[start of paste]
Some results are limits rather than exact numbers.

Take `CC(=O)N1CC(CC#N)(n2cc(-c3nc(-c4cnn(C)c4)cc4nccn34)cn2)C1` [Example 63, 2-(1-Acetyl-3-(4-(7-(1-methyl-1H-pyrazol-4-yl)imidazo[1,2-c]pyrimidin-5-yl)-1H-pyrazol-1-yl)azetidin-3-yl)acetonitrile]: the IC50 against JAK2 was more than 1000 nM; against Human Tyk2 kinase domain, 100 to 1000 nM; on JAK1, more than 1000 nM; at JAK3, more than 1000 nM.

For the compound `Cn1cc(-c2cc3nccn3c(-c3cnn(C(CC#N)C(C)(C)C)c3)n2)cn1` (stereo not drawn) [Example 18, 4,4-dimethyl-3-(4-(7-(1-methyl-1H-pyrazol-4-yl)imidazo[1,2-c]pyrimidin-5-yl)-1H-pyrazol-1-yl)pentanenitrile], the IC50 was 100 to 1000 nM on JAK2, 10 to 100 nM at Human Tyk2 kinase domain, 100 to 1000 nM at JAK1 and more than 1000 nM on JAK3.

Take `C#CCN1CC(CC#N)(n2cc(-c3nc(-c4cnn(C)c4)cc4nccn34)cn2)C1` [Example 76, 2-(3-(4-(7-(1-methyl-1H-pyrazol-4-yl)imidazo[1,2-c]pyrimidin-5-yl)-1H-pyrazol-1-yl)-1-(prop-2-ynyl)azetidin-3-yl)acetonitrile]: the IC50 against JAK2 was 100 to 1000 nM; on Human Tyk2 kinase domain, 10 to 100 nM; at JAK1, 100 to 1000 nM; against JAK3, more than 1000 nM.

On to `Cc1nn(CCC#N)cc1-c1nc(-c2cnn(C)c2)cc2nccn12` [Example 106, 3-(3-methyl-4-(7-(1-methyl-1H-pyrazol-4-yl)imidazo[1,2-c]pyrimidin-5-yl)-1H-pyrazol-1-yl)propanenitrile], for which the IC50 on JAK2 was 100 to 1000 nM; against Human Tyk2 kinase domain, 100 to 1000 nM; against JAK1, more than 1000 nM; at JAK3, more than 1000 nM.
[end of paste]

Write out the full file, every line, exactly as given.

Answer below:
Some results are limits rather than exact numbers.

Take `CC(=O)N1CC(CC#N)(n2cc(-c3nc(-c4cnn(C)c4)cc4nccn34)cn2)C1` [Example 63, 2-(1-Acetyl-3-(4-(7-(1-methyl-1H-pyrazol-4-yl)imidazo[1,2-c]pyrimidin-5-yl)-1H-pyrazol-1-yl)azetidin-3-yl)acetonitrile]: the IC50 against JAK2 was more than 1000 nM; against Human Tyk2 kinase domain, 100 to 1000 nM; on JAK1, more than 1000 nM; at JAK3, more than 1000 nM.

For the compound `Cn1cc(-c2cc3nccn3c(-c3cnn(C(CC#N)C(C)(C)C)c3)n2)cn1` (stereo not drawn) [Example 18, 4,4-dimethyl-3-(4-(7-(1-methyl-1H-pyrazol-4-yl)imidazo[1,2-c]pyrimidin-5-yl)-1H-pyrazol-1-yl)pentanenitrile], the IC50 was 100 to 1000 nM on JAK2, 10 to 100 nM at Human Tyk2 kinase domain, 100 to 1000 nM at JAK1 and more than 1000 nM on JAK3.

Take `C#CCN1CC(CC#N)(n2cc(-c3nc(-c4cnn(C)c4)cc4nccn34)cn2)C1` [Example 76, 2-(3-(4-(7-(1-methyl-1H-pyrazol-4-yl)imidazo[1,2-c]pyrimidin-5-yl)-1H-pyrazol-1-yl)-1-(prop-2-ynyl)azetidin-3-yl)acetonitrile]: the IC50 against JAK2 was 100 to 1000 nM; on Human Tyk2 kinase domain, 10 to 100 nM; at JAK1, 100 to 1000 nM; against JAK3, more than 1000 nM.

On to `Cc1nn(CCC#N)cc1-c1nc(-c2cnn(C)c2)cc2nccn12` [Example 106, 3-(3-methyl-4-(7-(1-methyl-1H-pyrazol-4-yl)imidazo[1,2-c]pyrimidin-5-yl)-1H-pyrazol-1-yl)propanenitrile], for which the IC50 on JAK2 was 100 to 1000 nM; against Human Tyk2 kinase domain, 100 to 1000 nM; against JAK1, more than 1000 nM; at JAK3, more than 1000 nM.